Statue of Ramesses the Great of ancient Egypt, a.k.a. Ozymandias, the subject of Percy Shelly's poem of that name on the fleeting nature of achievement. Ramesses II reigned about 3,500 years ago, making him one of history's longest remembered individuals.

As we move on through life, wisdom and insight come if we are lucky.

I was thinking how people in general feel that they must achieve something to have some sense of worth. Let’s examine what achievement means. To most it means having a meaningful job or career, finding social partnership, and having events that can be worn on the sleeve, as in, “I am So-and-So and I do this or that.” But is that what to achieve means when we look into the near future of, say, 50 years?

I would venture a safe bet that no one on earth will know of you much less what you “achieved” 50 years from now. It seems to me that to achieve, one is suppose to accumulate something or do something that can be rewarded, all leading to a destination: I am successful, I am rich, I did such and such.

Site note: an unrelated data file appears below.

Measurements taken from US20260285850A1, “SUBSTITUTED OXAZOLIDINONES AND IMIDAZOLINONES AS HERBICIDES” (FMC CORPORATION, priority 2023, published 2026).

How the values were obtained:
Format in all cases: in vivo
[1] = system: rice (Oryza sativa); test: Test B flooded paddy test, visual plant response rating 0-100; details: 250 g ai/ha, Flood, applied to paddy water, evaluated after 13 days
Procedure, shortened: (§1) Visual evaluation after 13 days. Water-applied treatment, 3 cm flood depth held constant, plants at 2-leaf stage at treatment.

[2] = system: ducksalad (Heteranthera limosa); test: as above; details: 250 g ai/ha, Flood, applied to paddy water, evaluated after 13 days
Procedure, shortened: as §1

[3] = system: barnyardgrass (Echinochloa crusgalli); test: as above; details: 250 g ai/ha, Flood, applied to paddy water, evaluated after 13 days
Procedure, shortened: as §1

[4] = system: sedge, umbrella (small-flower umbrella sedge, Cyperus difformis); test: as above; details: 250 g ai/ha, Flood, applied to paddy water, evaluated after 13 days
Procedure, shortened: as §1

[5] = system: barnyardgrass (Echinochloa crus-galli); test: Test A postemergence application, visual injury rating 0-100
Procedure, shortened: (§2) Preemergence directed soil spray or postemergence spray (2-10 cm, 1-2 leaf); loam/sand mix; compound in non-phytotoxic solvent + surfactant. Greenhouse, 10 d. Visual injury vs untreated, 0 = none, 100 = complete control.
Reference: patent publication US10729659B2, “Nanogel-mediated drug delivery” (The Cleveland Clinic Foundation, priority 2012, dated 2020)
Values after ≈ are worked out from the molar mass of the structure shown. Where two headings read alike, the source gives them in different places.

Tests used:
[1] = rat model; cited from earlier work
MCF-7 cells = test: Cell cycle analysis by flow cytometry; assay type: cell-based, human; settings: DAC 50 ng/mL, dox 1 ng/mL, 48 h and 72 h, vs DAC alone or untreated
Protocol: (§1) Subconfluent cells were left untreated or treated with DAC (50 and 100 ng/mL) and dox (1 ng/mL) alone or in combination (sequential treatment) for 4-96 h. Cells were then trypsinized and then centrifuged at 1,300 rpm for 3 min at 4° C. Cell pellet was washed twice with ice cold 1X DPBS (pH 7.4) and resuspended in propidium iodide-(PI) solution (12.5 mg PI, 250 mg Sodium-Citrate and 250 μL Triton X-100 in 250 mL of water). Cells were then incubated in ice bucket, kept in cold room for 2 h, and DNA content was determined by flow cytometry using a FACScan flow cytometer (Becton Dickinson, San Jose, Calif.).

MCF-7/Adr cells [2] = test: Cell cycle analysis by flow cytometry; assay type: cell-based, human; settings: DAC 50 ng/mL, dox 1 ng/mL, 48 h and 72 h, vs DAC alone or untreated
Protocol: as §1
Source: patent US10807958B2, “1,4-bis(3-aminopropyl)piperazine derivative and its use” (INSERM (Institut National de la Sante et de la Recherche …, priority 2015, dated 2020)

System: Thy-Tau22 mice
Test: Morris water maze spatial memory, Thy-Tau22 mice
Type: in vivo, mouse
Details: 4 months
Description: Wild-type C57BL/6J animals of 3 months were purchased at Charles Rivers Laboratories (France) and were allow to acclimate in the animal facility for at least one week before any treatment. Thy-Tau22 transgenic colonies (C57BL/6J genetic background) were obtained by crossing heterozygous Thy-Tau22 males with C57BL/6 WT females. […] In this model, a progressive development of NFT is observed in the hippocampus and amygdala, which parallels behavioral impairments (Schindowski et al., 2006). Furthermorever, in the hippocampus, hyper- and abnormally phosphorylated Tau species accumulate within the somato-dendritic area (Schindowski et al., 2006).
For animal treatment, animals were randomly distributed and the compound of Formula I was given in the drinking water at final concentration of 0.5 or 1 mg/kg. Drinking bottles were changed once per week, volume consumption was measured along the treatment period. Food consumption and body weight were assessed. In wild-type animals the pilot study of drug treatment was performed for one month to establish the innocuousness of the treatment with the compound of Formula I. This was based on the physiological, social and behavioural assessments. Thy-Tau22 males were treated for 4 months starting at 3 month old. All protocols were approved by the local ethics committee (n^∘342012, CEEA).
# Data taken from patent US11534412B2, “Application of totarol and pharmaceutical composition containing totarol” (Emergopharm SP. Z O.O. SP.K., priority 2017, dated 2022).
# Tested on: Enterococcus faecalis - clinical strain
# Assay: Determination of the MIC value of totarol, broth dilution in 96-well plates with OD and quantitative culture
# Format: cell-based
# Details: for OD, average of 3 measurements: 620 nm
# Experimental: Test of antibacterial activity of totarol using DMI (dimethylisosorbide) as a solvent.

But do we ask the real question. Did we like the journey, the ride? Did we like what we did? If I am correct that perhaps nobody will remember that we even existed on this earth in 50 years, then can anything matter other than the quality of the life we live—the journey, and not where we think we need or want to get?

We should ask for the wisdom to seek the path that will bring joy and fullness to our brief (brief even if you live to 100, when we live on an earth that has been here 4,500,000,000 years) experience on earth.

Time is all that we can ever really own, and using it to fret over material, non-ownable items is throwing away that one real possession we do have. Enjoy the ride.


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